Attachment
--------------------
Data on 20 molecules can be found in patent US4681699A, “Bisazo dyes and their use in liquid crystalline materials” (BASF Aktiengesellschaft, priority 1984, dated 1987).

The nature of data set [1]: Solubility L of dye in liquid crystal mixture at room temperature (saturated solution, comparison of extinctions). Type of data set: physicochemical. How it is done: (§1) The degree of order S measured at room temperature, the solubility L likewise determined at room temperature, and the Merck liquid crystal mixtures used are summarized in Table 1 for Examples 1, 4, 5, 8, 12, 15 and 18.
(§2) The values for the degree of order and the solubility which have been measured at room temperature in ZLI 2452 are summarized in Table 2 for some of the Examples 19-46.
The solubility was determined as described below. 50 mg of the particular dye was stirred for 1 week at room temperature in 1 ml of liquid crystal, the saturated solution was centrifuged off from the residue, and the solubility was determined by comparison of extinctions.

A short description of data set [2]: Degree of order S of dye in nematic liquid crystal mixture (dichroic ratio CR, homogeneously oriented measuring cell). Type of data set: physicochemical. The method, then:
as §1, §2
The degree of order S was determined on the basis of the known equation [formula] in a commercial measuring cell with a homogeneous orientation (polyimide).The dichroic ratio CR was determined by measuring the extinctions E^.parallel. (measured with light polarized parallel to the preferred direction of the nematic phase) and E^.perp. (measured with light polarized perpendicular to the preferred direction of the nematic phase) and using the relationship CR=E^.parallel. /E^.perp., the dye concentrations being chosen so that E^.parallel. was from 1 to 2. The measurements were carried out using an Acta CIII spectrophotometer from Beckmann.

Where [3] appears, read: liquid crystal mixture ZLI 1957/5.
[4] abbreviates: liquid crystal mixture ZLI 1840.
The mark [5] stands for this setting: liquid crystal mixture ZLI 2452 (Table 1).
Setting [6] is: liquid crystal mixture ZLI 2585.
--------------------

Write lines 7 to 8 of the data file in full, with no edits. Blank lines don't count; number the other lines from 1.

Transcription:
The degree of order S was determined on the basis of the known equation [formula] in a commercial measuring cell with a homogeneous orientation (polyimide).The dichroic ratio CR was determined by measuring the extinctions E^.parallel. (measured with light polarized parallel to the preferred direction of the nematic phase) and E^.perp. (measured with light polarized perpendicular to the preferred direction of the nematic phase) and using the relationship CR=E^.parallel. /E^.perp., the dye concentrations being chosen so that E^.parallel. was from 1 to 2. The measurements were carried out using an Acta CIII spectrophotometer from Beckmann.

Where [3] appears, read: liquid crystal mixture ZLI 1957/5.